Last year, Heyday (an offshoot of Age Concern) brought a claim against the UK Government that the UK’s national default retirement age of 65 under the Employment Equality (Age) Regulations 2006 is incompatible with European law. The case has been referred to the European Court of Justice (ECJ) and a decision is not expected until 2009.

Now the Employment Appeal Tribunal (EAT), in the case of Johns v Solent SD Ltd, has ordered an age discrimination claim against a private sector employer to be stayed pending the ECJ’s decision in the Heyday case. Mrs Johns, who was forced to retire at 65, brought claims for age discrimination and unfair dismissal in the Employment Tribunal. The Tribunal struck out Mrs Johns’ claim earlier this year on the basis that it had little prospect of success. The EAT has now overturned this decision. The full transcript of the judgment is not yet available but in the light of this judgment, the President of the EAT has now ordered that all claims brought by former employees for age discrimination or unfair dismissal because of their having been forced to retire at 65 will now be stayed pending the ECJ decision in the Heyday case.

What does this mean for employers?

The Johns case will ring alarm bells for private sector employers, as up to now it has been believed generally that only public sector employers are at risk of direct claims against them under European law. The legal issues are complex but our view is that claims against private sector employers are unlikely to succeed. Nevertheless, the fact is that the EAT has directed that all claims, including ones against private sector employers, be stayed pending the Heyday decision in the ECJ. There is therefore an appreciable risk, given the publicity surrounding these cases, that private sector employees will be tempted to 'have a go' and bring similar claims. Any such claims will be stayed pending the outcome of the Heyday case and there will be little employers can do in the meantime (other than perhaps settle). Naturally it is not satisfactory for employers to have such claims hanging over them for the next few years.

It is unfortunate that employers are now placed in a position whereby they are unable to comply with UK legislation without still incurring some risk. The decision in Johns is being appealed. The Court of Appeal hearing is expected some time in 2008 but there remains a possibility that it will be appealed further to the House of Lords. Until the outcome of the appeal process is known, employers will be in a state of uncertainty over how to handle retirements. In the meantime, employers in the private sector should consider the following:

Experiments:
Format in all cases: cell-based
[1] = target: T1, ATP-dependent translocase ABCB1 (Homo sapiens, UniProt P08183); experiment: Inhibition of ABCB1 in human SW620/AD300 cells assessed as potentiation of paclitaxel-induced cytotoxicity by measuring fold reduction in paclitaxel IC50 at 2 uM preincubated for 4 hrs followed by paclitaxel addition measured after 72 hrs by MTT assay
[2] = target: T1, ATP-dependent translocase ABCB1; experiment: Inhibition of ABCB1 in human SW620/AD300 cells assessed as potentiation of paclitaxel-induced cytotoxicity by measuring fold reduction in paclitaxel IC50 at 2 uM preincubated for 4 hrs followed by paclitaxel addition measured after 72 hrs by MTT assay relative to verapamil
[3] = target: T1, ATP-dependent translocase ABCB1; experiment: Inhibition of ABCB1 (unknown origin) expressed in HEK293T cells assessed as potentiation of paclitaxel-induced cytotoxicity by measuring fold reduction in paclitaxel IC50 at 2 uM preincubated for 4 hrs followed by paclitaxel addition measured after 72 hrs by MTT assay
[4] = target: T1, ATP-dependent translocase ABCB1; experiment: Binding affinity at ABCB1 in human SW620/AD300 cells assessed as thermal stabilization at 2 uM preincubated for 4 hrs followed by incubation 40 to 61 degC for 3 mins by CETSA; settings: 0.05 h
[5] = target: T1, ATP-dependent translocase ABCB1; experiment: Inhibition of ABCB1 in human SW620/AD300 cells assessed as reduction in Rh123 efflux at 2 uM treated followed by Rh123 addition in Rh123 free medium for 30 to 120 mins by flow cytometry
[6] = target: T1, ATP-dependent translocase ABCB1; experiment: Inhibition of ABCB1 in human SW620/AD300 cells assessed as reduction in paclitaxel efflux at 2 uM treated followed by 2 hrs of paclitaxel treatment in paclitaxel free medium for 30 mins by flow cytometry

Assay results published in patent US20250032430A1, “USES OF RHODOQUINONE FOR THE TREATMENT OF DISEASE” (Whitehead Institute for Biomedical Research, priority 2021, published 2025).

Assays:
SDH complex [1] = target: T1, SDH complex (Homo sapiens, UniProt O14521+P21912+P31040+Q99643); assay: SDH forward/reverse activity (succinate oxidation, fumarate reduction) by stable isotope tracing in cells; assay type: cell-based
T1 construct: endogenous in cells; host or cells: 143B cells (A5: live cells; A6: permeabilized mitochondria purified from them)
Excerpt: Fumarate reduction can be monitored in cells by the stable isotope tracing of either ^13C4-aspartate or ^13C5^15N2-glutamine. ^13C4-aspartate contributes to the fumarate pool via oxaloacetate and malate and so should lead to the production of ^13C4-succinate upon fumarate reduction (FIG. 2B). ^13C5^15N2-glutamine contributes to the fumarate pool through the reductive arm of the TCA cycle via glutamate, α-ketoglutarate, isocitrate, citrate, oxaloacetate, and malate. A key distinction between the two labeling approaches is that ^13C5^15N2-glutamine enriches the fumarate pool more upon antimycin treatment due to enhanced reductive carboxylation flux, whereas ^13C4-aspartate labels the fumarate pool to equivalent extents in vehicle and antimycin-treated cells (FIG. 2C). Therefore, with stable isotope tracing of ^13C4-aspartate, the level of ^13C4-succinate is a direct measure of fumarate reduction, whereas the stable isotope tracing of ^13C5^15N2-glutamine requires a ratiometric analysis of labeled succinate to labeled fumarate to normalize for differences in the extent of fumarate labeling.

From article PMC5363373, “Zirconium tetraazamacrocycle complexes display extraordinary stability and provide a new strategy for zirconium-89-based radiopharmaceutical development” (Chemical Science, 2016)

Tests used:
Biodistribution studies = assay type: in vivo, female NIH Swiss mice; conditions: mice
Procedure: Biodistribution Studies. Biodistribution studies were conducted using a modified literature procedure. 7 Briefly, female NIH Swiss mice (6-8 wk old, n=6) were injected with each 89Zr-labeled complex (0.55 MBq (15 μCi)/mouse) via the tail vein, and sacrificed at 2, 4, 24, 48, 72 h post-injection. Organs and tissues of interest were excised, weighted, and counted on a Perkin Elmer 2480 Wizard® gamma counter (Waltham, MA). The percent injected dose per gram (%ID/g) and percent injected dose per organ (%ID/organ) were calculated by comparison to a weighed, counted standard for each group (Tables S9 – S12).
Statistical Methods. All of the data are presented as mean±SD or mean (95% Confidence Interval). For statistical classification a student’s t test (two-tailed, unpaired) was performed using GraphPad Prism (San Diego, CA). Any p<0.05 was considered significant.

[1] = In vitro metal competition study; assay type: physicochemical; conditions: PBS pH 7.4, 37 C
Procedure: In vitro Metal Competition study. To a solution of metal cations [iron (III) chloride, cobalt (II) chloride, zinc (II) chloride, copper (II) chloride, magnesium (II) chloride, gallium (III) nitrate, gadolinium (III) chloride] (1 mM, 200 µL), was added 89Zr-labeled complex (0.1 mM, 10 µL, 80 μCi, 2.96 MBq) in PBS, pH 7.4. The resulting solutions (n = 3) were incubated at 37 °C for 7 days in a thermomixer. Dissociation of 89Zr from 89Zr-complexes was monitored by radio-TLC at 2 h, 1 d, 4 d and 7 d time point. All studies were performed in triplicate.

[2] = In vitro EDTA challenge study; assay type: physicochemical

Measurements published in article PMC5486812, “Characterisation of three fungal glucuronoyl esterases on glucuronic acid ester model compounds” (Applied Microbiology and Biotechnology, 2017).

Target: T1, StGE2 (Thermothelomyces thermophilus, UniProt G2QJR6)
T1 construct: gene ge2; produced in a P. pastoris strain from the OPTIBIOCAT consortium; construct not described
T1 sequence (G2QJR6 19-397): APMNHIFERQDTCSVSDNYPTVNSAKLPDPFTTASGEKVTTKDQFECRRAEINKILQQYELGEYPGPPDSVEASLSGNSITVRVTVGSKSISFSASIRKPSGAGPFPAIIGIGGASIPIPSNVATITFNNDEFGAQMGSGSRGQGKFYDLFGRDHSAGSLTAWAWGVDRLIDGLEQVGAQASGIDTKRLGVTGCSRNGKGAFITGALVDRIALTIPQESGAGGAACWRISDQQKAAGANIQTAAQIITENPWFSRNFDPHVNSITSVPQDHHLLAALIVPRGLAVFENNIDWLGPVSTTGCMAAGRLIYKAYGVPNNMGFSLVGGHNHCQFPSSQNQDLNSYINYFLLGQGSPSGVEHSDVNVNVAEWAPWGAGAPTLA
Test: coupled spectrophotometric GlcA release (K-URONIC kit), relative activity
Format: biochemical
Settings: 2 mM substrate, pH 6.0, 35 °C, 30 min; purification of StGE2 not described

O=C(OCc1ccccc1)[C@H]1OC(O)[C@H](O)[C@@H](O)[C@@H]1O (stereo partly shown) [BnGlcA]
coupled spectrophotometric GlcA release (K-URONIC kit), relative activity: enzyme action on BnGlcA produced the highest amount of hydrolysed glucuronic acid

• Continue to require employees to retire at 65 (or the employee’s normal retirement age if lower, and that lower age can be objectively justified), and to follow the statutory retirement procedure under the Age Regulations. The risk of Johns-type claims will be low where no request to continue working beyond retirement is made. 
  • Where an employee’s request to continue working beyond retirement is denied, consider if a compromise agreement is required. If a claim is brought, it will, as mentioned above, be stayed pending the outcome of the Heyday case. Even if Heyday succeeds, claims against private sector employers may still fail if the UK courts are unwilling to interpret the Age Regulations in line with EU law.
  • Reassess the above if retired employees begin to bring claims (claims must generally be brought within 3 months of termination of employment). 
  • Claims for failing to follow the statutory retirement procedure under the Age Regulations will be unaffected by the outcome of the Johns and Heyday case. 
  • Alternatively, proceed along the cautious route and follow the advice given to public sector employers by abandoning any normal retirement age and continuing to employ staff until they wish to leave. Dismissals should then be managed in the same way as an employee of any other age using ill health, performance, redundancy, or another relevant reason (being sure to follow the statutory dismissal procedures and ensuring that the reason for dismissal and the procedure followed is fair). 
  • However, as regards the last point, note that if the Heyday case fails, returning to a policy of having a normal retirement age may present problems as it may then be difficult to justify why the employer needs to retire the employee at that normal retirement age. It is worth noting than in 2011 the Government is due to review the national retirement age of 65 in any event.